Last week, the Obama administration announced that it will be cancelling the long-term care insurance program that would have been created from the Affordable Care Act. The program, known as Community Living Assistance Services and Supports (CLASS), would have brought aid to those suffering from chronic illness and disability, was determined to be a detriment to the overall economic health of the nation, leading Kathleen Sebelius, secretary of the Department of Health and Human Services, to discontinue the program. Opponents of the Affordable Care Act claim this as a major victory in the effort to halt federal health care reform.
According to Sebelius, the insurance rates required to keep CLASS afloat would be far too high to appeal to healthy people, making enrollment into the program low. She concluded that so few people would be enrolled in the program that it would end up costing the government more money than it would be making. Given recent concerns over the economy, CLASS has been one of the more unpopular provisions of the Affordable Care Act, and is now one that will not be implemented until a viable alternative can be found.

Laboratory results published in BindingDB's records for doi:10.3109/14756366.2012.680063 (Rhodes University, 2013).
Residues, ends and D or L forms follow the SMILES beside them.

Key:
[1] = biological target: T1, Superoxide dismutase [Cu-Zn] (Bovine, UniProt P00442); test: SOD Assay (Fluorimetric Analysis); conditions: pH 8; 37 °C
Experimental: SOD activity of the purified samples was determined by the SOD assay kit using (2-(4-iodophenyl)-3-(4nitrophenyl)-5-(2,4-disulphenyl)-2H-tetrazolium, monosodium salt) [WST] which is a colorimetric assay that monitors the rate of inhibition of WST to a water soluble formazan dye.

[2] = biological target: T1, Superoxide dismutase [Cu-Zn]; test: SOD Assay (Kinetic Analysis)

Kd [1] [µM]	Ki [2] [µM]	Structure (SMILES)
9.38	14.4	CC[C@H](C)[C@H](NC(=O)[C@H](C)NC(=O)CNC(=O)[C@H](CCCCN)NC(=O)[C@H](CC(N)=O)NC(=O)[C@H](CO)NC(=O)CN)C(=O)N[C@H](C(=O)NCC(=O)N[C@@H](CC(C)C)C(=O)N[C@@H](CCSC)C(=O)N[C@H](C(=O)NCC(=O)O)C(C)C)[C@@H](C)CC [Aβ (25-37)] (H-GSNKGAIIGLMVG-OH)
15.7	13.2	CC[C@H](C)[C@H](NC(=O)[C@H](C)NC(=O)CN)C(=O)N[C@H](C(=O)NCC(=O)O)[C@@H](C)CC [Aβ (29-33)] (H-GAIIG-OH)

While opponents of reform declare this to be a major setback to the new health care law, Sebelius notes that the decision to cut the CLASS program will have no effect on other provisions of the law. The decision has run afoul of advocacy groups representing the senior and disabled communities, but Sebelius insists that the premiums for the insurance program would have been so high that these two groups would have found little to no benefit from it.